In California, even a dead Democrat defeats a Republican: "With 100 percent of the precincts reporting, deceased candidate, Democrat Jenny Oropeza, defeated Republican John Stammreich in the race for State Senate in the 28th district. Oropeza, 53, died on Oct. 20. Because her death was within 10 days of the election, her name remained on the ballot. A week after her death, Democrats sent out mailers to residents, calling for voters to still reelect Oropeza. The mailers featured Secretary of State Debra Bowen and Democratic Party general counsel Martha Escutia. The 28th district includes parts of Los Angeles, Long Beach and the South Bay."
IA: Voters oust three judges who ruled in favor of homosexual marriage: "Opponents of an April 2009 Iowa Supreme Court ruling that made Iowa the first state in the Midwest to sanction same-sex marriage celebrated on Wednesday after the ouster of three Iowa Supreme Court justices involved in the ruling. Bob Vander Plaats, lead spokesman for the pro-removal Iowa For Freedom [sic] campaign, hailed the outcome as a victory against a court that overstepped its bounds, and added he believes the vote will ripple beyond Iowa as a sign to other jurists who rule in gay-marriage cases.”
Two cheers for the gridlock: "Although I wasn’t thrilled with the outcome on November 2, 2010, that Harry Reid and Barbara Boxer, among others, would be headed back to the nation’s capital to try to continue to shore up the government’s powers, at least the election had the favorable result of producing a gridlocked regime for a while. I say, let them be bogged down in their partisan bickering. This may have the unintended consequence of making life less regimented for most Americans, even free up our productive energies somewhat.”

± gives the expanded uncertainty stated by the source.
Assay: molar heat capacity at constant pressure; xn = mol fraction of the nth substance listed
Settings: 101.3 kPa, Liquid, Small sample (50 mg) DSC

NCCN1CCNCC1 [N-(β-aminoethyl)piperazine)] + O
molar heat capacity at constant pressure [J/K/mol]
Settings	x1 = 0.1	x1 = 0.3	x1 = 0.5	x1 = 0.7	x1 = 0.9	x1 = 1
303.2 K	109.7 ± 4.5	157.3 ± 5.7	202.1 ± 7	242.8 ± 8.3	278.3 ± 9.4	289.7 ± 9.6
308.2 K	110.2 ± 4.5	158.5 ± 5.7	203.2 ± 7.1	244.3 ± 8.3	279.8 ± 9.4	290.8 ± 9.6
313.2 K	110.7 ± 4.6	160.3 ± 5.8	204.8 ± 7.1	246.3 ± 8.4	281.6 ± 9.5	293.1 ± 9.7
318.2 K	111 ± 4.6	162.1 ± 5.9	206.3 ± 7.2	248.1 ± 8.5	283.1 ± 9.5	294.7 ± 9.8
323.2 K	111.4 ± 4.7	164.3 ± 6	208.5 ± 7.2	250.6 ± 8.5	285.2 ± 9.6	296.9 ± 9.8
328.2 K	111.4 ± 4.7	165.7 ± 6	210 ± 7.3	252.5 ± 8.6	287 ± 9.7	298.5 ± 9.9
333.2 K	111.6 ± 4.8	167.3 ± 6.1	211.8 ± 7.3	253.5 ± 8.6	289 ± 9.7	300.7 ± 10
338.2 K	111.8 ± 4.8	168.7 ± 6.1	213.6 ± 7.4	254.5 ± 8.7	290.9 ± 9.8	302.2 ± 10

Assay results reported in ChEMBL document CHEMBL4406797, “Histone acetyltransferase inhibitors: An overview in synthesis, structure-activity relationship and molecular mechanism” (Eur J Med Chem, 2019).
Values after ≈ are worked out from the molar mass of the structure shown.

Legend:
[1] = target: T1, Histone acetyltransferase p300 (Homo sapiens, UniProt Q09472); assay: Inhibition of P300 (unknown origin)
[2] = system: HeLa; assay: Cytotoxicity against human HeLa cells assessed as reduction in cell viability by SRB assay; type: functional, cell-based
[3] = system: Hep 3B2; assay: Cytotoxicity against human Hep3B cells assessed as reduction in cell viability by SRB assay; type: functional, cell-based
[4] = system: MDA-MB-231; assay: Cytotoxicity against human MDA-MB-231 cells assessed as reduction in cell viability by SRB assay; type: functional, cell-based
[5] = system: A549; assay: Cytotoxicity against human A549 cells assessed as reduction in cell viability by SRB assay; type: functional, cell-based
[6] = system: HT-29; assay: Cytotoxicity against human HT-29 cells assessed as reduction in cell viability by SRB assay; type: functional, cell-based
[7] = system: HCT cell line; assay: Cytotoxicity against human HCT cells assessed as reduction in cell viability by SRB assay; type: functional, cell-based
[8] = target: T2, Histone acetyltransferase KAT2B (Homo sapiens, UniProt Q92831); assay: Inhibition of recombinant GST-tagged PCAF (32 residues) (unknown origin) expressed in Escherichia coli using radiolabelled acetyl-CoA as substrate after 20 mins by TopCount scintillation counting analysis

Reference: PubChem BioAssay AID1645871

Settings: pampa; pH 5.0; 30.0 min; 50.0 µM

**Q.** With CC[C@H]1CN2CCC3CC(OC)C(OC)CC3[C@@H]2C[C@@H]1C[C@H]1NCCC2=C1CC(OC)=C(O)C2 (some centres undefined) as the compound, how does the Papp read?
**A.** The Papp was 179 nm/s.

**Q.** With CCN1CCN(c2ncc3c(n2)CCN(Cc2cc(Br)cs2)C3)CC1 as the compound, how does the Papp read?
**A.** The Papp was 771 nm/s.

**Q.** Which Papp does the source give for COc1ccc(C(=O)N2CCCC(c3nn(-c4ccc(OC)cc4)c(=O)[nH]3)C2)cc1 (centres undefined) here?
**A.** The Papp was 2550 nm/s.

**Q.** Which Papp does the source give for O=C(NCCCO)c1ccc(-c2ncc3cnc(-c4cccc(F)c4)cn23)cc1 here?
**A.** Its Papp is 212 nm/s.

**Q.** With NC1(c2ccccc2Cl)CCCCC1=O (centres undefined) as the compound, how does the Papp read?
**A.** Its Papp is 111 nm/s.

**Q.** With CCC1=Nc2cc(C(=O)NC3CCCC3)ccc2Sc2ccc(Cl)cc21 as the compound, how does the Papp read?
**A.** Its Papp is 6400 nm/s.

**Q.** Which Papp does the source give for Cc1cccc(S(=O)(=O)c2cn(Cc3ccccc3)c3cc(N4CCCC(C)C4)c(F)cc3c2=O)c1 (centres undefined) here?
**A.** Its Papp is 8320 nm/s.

Unions can bully a country into bankruptcy: "We are all familiar with the power gained by labor unions in present-day Europe. Lately, it seems that they have also gained the privilege to turn to violence each time their demands aren’t met. It’s safe to say that a union’s decision has become as important as a governmental decree. Trade unions set wages, working time, retirement age, and social benefits; then they oversee and enforce them by going on strike each time the government is unwilling to succumb to their demands.”
OR: Man wins right to give police the finger: "An Oregon man has settled a federal lawsuit over what he says was his First Amendment right to express himself by giving the finger to sheriff’s deputies. The Oregonian reports Robert Ekas settled the suit for $4,000. In his lawsuit, Ekas said that in July 2007, he flipped off a Clackamas County deputy while driving, and the deputy gave him tickets for illegal lane change and improper display of license plates. Ekas was acquitted on the citations. A month later, he gave the finger to another deputy, who detained him but wrote no tickets. Ekas alleged he was being harassed. … County officials say it was cheaper to settle the case than to proceed with defending the suit.”